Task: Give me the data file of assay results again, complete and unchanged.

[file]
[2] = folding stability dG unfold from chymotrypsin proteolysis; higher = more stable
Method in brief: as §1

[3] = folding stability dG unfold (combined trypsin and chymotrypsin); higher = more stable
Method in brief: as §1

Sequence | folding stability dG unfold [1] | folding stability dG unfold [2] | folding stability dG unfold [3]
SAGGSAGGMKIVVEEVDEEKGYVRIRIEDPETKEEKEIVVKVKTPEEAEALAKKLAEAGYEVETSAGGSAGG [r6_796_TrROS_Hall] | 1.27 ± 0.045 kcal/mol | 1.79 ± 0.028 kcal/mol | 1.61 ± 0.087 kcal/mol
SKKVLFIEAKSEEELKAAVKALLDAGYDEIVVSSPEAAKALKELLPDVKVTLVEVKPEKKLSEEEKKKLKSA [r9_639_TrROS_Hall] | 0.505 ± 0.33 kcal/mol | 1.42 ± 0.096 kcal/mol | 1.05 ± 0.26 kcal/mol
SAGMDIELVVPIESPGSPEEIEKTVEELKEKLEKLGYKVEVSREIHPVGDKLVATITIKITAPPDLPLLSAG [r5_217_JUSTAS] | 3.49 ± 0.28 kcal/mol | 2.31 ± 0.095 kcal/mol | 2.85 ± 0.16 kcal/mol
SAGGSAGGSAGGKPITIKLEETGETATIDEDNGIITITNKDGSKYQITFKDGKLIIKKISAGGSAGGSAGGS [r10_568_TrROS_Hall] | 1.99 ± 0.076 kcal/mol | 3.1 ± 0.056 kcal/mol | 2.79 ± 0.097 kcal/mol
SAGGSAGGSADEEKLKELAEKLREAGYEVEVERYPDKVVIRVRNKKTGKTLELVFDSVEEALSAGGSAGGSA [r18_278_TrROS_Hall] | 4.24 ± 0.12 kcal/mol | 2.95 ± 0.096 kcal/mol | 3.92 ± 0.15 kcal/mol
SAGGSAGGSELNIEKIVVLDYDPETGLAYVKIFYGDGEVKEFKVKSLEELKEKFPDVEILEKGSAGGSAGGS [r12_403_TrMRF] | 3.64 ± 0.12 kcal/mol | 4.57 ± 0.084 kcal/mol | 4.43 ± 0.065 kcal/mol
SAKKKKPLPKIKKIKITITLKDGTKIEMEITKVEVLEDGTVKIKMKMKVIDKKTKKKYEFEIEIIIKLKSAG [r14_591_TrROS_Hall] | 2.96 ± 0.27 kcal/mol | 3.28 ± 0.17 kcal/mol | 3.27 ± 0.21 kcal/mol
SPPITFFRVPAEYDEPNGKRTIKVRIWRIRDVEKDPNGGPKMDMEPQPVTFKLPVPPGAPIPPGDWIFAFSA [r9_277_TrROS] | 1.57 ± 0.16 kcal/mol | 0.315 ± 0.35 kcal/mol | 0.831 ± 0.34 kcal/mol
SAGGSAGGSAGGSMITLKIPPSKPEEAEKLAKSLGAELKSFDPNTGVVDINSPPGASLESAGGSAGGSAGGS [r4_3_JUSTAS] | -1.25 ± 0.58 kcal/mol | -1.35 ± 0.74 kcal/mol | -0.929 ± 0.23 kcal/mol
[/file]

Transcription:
[2] = folding stability dG unfold from chymotrypsin proteolysis; higher = more stable
Method in brief: as §1

[3] = folding stability dG unfold (combined trypsin and chymotrypsin); higher = more stable
Method in brief: as §1

Sequence | folding stability dG unfold [1] | folding stability dG unfold [2] | folding stability dG unfold [3]
SAGGSAGGMKIVVEEVDEEKGYVRIRIEDPETKEEKEIVVKVKTPEEAEALAKKLAEAGYEVETSAGGSAGG [r6_796_TrROS_Hall] | 1.27 ± 0.045 kcal/mol | 1.79 ± 0.028 kcal/mol | 1.61 ± 0.087 kcal/mol
SKKVLFIEAKSEEELKAAVKALLDAGYDEIVVSSPEAAKALKELLPDVKVTLVEVKPEKKLSEEEKKKLKSA [r9_639_TrROS_Hall] | 0.505 ± 0.33 kcal/mol | 1.42 ± 0.096 kcal/mol | 1.05 ± 0.26 kcal/mol
SAGMDIELVVPIESPGSPEEIEKTVEELKEKLEKLGYKVEVSREIHPVGDKLVATITIKITAPPDLPLLSAG [r5_217_JUSTAS] | 3.49 ± 0.28 kcal/mol | 2.31 ± 0.095 kcal/mol | 2.85 ± 0.16 kcal/mol
SAGGSAGGSAGGKPITIKLEETGETATIDEDNGIITITNKDGSKYQITFKDGKLIIKKISAGGSAGGSAGGS [r10_568_TrROS_Hall] | 1.99 ± 0.076 kcal/mol | 3.1 ± 0.056 kcal/mol | 2.79 ± 0.097 kcal/mol
SAGGSAGGSADEEKLKELAEKLREAGYEVEVERYPDKVVIRVRNKKTGKTLELVFDSVEEALSAGGSAGGSA [r18_278_TrROS_Hall] | 4.24 ± 0.12 kcal/mol | 2.95 ± 0.096 kcal/mol | 3.92 ± 0.15 kcal/mol
SAGGSAGGSELNIEKIVVLDYDPETGLAYVKIFYGDGEVKEFKVKSLEELKEKFPDVEILEKGSAGGSAGGS [r12_403_TrMRF] | 3.64 ± 0.12 kcal/mol | 4.57 ± 0.084 kcal/mol | 4.43 ± 0.065 kcal/mol
SAKKKKPLPKIKKIKITITLKDGTKIEMEITKVEVLEDGTVKIKMKMKVIDKKTKKKYEFEIEIIIKLKSAG [r14_591_TrROS_Hall] | 2.96 ± 0.27 kcal/mol | 3.28 ± 0.17 kcal/mol | 3.27 ± 0.21 kcal/mol
SPPITFFRVPAEYDEPNGKRTIKVRIWRIRDVEKDPNGGPKMDMEPQPVTFKLPVPPGAPIPPGDWIFAFSA [r9_277_TrROS] | 1.57 ± 0.16 kcal/mol | 0.315 ± 0.35 kcal/mol | 0.831 ± 0.34 kcal/mol
SAGGSAGGSAGGSMITLKIPPSKPEEAEKLAKSLGAELKSFDPNTGVVDINSPPGASLESAGGSAGGSAGGS [r4_3_JUSTAS] | -1.25 ± 0.58 kcal/mol | -1.35 ± 0.74 kcal/mol | -0.929 ± 0.23 kcal/mol